Four-Limbed Stick Pose, combining plank and a reverse push-up into a posture that we sometimes try to avoid, but which is a full body workout all on it’s own and often used as part of a Vinyasa transition from standing to floor work, as well as in Sun Salutations.
What are we working on during chaturanga?
The most obvious areas are core and arms as we move from plank down into holding chaturanga (or in some cases into collapsing onto the floor). This posture truly is an entire body workout if done correctly, using all the muscles along both the front and back of the body. To enable your body to keep a straight line, the legs, arms, back, and front all need to be working together to keep the tension to be able to hold this pose.
What are the key steps for chaturanga?
There are two ways to get into chaturanga. The most common is from the plank position. Placing your hands under your shoulders, push up away from the mat into Plank. With the ankles, hips and shoulders all aligned, keep the legs active by pushing through your feet and out your heels. You should be creating a perfectly straight line with your body. From this position, lowering your body down, keeping your elbows in until your biceps are parallel to the floor.
The second way is to push-up directly into chaturanga. This is much harder as you don’t get the time in plank to get your alignment right. To push-up into chaturanga, engage your core and pop your hips and upper body up off the mat at the same time. We often try and lift the chest and then the hips, as this is easier. This can lead to injuries. Especially in your lower back and it is important that when trying to push-up into chaturanga that you have the core strength to lift your hips and shoulders together.
Dropping the knees. Whether in plank or in full chaturanga, and whether lowering down or pushing up it is often best to drop the knees and work on your alignment and core strengthening first. Be careful when dropping the knees to keep the chest and hips in a straight line as you lower down, not letting either hit the mat first.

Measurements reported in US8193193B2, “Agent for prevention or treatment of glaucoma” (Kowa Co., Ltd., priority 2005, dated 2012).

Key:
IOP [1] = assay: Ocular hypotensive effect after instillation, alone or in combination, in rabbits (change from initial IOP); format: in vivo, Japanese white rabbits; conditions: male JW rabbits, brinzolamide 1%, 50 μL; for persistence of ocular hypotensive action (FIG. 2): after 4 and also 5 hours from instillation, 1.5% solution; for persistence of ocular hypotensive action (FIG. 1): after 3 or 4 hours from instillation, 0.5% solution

Using your forearms. Instead of holding using your hands, you can place your forearms flat on the mat, holding your body in a straight line just off the ground. This is a modified plank pose which is great when you have weak wrists or any injuries.
What should I be doing with my breathing?
Exhale into chaturanga. For an experienced yogi, they might be able to move from plank to chaturanga in one exhale. But often we exhale into plank (possibly hold for a few breaths) and then exhale into chaturanga, or through chaturanga to the floor.
When popping up into chaturanga, inhale to pop up and then exhale to hold the pose.
Other pointers and tips
There are a quite a few watchouts for chaturanga:
- Don’t collapse into your shoulders, keep them down and back away from your ears. It’s easiest to get the alignment right for this in plank first
- Be conscious of your cocyxx. We often create a bit of a triangle shape, with our bum either above or below the line. It is important to keep the hips in line with your shoulders and ankles. This is where you maximise the work your muscles are doing and also protect your spine from injury.
- Don’t forget the neck. Our necks are part of our spines, but in difficult postures we often forget about them and end up craning our necks one way or another. Ensure that the straight line runs from your crown, out through your heels.
- Elbows in. Generally for a push-up, our hads are splayed quite far apart and so are our elbows. For chaturanga, we want to keep the hands under the shoulders and our elbows tucked into our sides. This makes it harder, but safer for you.